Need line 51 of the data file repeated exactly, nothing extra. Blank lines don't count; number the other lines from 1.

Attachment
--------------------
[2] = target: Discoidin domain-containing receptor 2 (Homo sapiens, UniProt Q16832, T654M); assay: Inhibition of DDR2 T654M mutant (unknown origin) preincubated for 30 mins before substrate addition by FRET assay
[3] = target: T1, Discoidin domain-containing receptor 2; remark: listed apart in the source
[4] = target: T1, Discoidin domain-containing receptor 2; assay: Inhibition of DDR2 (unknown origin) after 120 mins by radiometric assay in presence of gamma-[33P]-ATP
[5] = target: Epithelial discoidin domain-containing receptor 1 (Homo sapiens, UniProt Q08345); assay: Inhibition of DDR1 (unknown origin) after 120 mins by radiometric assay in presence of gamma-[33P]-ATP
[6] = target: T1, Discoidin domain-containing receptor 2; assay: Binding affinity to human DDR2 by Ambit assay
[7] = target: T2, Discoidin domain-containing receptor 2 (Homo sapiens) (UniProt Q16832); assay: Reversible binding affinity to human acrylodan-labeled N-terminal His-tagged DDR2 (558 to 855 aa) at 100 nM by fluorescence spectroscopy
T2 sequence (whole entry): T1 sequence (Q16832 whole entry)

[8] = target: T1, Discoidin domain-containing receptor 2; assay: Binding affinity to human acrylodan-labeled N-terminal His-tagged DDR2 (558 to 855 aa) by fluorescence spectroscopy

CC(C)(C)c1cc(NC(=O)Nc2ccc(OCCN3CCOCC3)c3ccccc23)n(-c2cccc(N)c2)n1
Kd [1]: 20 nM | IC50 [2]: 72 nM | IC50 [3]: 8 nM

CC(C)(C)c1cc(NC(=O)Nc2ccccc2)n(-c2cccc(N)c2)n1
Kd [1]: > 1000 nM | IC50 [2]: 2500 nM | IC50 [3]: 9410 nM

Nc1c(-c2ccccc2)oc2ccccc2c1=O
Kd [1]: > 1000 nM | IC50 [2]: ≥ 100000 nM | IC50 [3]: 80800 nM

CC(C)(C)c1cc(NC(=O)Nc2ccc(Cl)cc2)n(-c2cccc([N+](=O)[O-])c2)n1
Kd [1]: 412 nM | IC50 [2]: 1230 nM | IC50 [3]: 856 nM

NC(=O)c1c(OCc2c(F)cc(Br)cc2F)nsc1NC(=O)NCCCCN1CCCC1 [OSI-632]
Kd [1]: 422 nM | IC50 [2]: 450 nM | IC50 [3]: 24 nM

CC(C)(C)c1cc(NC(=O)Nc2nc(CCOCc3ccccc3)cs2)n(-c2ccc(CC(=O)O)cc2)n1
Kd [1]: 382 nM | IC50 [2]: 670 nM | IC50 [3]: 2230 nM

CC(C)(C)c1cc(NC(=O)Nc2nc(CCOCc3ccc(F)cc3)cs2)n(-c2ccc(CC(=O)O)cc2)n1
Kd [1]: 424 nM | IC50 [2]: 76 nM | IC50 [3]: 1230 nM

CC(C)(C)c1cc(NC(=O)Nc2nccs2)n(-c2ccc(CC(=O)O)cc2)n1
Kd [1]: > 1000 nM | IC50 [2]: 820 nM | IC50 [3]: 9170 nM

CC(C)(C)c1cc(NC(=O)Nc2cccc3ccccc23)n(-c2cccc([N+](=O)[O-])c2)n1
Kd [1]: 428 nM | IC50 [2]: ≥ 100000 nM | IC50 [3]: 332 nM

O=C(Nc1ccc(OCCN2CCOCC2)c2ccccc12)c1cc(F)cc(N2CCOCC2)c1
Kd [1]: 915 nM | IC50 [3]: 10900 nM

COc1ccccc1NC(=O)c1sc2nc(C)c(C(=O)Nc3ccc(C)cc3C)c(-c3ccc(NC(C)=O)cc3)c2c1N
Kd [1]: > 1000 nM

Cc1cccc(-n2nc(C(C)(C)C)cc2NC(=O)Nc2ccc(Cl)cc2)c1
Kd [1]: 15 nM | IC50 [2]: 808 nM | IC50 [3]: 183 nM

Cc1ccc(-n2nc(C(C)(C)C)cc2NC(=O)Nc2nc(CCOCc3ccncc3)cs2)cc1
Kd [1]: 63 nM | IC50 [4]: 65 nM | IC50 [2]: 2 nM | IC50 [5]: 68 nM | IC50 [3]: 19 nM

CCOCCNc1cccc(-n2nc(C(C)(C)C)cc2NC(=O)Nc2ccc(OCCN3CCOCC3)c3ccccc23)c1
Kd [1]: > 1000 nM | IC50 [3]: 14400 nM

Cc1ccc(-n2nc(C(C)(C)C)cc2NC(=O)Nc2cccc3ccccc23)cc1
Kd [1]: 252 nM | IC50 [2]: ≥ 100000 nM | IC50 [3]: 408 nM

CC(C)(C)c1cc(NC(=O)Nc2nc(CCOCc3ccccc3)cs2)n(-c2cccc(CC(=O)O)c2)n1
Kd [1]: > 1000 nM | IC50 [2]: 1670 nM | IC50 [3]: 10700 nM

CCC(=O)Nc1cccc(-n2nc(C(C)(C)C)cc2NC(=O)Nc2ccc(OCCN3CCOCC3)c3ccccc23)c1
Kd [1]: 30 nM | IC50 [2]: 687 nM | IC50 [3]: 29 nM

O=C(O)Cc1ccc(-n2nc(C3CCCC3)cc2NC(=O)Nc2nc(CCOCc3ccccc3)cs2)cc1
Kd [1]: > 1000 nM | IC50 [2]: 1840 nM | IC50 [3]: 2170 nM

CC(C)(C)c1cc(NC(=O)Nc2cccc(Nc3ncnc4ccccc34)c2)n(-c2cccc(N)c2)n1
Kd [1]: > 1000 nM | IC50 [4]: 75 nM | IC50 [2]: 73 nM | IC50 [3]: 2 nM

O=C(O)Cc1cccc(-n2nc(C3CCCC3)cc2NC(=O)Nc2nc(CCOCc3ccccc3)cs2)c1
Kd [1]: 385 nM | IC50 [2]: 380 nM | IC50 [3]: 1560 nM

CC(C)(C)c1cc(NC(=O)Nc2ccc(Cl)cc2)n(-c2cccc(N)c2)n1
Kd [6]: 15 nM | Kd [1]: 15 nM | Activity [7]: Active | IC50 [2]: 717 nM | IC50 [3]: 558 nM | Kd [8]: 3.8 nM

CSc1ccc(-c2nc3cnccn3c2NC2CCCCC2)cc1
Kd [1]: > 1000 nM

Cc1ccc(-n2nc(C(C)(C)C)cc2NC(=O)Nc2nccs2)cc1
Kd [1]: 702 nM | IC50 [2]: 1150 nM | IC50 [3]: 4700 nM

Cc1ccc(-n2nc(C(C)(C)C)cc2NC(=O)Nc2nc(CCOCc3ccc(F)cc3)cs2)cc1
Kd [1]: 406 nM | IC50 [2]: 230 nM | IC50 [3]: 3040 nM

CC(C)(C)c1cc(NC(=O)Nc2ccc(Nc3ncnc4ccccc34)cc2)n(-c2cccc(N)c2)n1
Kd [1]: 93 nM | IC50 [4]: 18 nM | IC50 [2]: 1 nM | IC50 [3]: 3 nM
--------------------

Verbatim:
CSc1ccc(-c2nc3cnccn3c2NC2CCCCC2)cc1